PhD Proposal by Claire McClain

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Claire McClain
BME PhD Proposal Presentation

Date: 2022-10-25
Time: 10:00am -11:00am
Location / Meeting Link: https://gatech.zoom.us/j/92755620190

Committee Members:
Susan Thomas PhD (Advisor) ; Melissa Kemp, PhD ; Krishnendu Roy PhD ; Erik Dreaden PhD ; Chrystal Paulos PhD

Title: Mobilizing lymph node-harbored lymphocytes to potentiate immunotherapy

Immunotherapies that modulate a patient’s endogenous adaptive immune response to elicit their effects that range from adoptive cell therapies (ACT) to immune checkpoint blockade (ICB) are now mainstays of clinical management of most malignancies. However, rates of patient response to immunotherapeutic regimens remain disappointingly low, a result thought to reflect a lack of a robust tumor antigen-specific lymphocyte pool in the patient. To overcome this, the potential of vaccination approaches as well as the ex vivo engineering of therapeutic cells to express a synthetic antigen receptor are being explored. Yet both require laborious patient haplotyping and antigen sequencing or cell manufacturing practices that are not only time intense and startingly cost prohibitive, but also do not result in a diverse pool of antigen-specificities required to induce long term cures. Recent studies have suggested that ACT products that contain a higher percentage of a specialized subset of CD8+ T cells termed stem-like CD8+ T cells are more effective in tumor control. These stem-like CD8+ T cells have self-renewal capacity and thus preserve a pool of tumor reactive T cells that can differentiate into effector cells with anti-tumor functions. Stem-like CD8+ T cells are also now recognized as maintaining the tumor antigen-specific CD8+ T cell reservoir associated with therapeutic response to ICB in cancer. These cells largely reside in secondary lymphoid tissues such as lymph nodes (LNs), of which there are 300-500 in humans but are difficult to access with conventional drug delivery approaches. Eliciting the functions of tumor-specific stem-like CD8+ T cells harbored within LNs therefore represents a critical hurdle to more effective immunotherapy. My objective is to engineer the mobilization of a polyclonal stem-like CD8+ T lymphocyte pool into the circulation that can be therapeutically leveraged to improve cancer treatment. My central hypothesis is that T cell receptor (TCR) agonists directed to LNs in vivo will activate in an antigen-independent manner LN resident T cells to result in the mobilization of lymphocytes enriched for stem-like phenotypes into the circulation that can be modulated in situ using ICB or harvest by blood draw for ex vivo expansion to improve tumor control.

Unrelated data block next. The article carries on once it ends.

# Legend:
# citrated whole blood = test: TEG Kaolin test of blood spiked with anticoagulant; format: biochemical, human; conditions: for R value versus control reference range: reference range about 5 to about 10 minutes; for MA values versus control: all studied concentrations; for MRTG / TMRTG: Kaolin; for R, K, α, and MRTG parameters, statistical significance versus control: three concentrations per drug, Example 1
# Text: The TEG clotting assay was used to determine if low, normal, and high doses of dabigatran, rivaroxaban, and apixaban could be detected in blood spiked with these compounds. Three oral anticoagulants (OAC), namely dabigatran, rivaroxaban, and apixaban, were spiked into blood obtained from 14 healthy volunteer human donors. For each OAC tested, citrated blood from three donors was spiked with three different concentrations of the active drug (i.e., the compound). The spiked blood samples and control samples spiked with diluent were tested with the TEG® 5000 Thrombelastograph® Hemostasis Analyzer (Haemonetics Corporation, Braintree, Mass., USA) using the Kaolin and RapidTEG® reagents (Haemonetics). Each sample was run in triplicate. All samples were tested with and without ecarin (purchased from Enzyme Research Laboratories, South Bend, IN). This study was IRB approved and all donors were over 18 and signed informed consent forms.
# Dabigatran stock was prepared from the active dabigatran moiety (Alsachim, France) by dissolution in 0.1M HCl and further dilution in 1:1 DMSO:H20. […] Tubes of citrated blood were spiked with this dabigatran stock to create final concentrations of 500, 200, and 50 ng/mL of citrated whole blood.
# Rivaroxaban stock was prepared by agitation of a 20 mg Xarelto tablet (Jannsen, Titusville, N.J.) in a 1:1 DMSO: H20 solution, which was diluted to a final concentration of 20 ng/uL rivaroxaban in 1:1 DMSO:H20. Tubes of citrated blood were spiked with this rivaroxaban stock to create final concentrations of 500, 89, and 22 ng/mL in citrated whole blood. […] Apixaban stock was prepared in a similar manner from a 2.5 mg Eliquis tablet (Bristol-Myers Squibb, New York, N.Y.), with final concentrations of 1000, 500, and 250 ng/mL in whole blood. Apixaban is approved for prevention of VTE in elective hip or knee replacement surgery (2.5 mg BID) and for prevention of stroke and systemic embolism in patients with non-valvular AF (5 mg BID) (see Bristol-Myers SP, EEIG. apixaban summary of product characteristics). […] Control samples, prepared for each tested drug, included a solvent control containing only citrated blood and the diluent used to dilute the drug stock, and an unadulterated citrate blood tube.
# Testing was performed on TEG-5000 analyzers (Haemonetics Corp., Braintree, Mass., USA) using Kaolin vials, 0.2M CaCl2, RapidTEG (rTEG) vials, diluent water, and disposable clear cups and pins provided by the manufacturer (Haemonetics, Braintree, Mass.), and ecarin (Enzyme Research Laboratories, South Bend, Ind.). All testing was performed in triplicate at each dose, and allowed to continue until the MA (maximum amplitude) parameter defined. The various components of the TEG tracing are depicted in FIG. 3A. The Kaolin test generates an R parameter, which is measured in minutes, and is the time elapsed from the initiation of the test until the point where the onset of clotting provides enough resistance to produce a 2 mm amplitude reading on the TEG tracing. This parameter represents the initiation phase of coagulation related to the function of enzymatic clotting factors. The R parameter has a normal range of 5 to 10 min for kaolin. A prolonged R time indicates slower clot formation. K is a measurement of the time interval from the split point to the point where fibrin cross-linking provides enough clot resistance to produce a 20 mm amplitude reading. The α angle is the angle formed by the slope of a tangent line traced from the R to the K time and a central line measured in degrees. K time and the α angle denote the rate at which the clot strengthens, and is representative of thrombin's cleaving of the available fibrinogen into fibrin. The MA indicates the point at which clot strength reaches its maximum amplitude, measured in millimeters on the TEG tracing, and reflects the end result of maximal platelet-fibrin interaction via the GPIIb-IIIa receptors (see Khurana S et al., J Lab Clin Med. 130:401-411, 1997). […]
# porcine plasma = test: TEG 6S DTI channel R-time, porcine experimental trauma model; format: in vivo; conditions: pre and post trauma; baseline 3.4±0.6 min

• Workflow Status:Published
  • Created By:Tatianna Richardson
  • Created:10/20/2022
  • Modified By:Tatianna Richardson
  • Modified:10/20/2022